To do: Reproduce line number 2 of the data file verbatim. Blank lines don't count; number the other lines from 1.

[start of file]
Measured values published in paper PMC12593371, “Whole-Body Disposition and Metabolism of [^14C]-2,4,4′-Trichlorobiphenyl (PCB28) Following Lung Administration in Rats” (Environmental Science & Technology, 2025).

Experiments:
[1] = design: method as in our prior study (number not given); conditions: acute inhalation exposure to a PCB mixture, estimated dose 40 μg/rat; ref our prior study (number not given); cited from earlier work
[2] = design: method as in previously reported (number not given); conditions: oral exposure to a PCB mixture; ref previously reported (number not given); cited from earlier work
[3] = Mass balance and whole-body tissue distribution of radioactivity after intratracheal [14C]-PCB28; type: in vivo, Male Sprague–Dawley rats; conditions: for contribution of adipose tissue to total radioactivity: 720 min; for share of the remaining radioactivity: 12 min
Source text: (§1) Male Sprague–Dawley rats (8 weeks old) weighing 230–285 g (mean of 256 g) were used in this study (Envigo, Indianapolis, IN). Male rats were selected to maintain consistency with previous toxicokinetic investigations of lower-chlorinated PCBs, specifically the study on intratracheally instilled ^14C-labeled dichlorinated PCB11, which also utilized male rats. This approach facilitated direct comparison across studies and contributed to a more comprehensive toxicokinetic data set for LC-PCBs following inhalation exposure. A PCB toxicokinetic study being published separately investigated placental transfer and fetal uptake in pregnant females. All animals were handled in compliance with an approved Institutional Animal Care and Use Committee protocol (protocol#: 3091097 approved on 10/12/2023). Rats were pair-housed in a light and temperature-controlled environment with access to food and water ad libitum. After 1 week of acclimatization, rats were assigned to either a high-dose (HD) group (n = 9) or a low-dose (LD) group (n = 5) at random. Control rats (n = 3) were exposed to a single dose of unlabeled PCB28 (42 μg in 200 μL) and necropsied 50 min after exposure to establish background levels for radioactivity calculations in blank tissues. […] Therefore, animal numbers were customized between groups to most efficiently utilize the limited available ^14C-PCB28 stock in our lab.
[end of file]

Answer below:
Experiments: